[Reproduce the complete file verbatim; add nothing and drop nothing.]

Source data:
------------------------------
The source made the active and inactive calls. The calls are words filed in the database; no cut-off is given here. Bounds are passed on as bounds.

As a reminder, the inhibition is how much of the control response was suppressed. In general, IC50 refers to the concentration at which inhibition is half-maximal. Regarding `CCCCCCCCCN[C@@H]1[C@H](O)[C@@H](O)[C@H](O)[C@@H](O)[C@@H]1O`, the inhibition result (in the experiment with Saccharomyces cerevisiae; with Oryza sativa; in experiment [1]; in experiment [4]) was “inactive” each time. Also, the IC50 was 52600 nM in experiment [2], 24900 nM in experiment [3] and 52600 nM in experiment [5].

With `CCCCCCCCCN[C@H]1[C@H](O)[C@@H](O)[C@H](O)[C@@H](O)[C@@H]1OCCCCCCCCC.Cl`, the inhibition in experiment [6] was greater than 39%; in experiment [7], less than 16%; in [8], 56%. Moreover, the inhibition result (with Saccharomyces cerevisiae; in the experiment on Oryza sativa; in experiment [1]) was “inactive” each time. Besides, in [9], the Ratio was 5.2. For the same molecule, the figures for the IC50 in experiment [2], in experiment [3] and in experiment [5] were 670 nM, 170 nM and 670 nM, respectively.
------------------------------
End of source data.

The source made the active and inactive calls. The calls are words filed in the database; no cut-off is given here. Bounds are passed on as bounds.

As a reminder, the inhibition is how much of the control response was suppressed. In general, IC50 refers to the concentration at which inhibition is half-maximal. Regarding `CCCCCCCCCN[C@@H]1[C@H](O)[C@@H](O)[C@H](O)[C@@H](O)[C@@H]1O`, the inhibition result (in the experiment with Saccharomyces cerevisiae; with Oryza sativa; in experiment [1]; in experiment [4]) was “inactive” each time. Also, the IC50 was 52600 nM in experiment [2], 24900 nM in experiment [3] and 52600 nM in experiment [5].

With `CCCCCCCCCN[C@H]1[C@H](O)[C@@H](O)[C@H](O)[C@@H](O)[C@@H]1OCCCCCCCCC.Cl`, the inhibition in experiment [6] was greater than 39%; in experiment [7], less than 16%; in [8], 56%. Moreover, the inhibition result (with Saccharomyces cerevisiae; in the experiment on Oryza sativa; in experiment [1]) was “inactive” each time. Besides, in [9], the Ratio was 5.2. For the same molecule, the figures for the IC50 in experiment [2], in experiment [3] and in experiment [5] were 670 nM, 170 nM and 670 nM, respectively.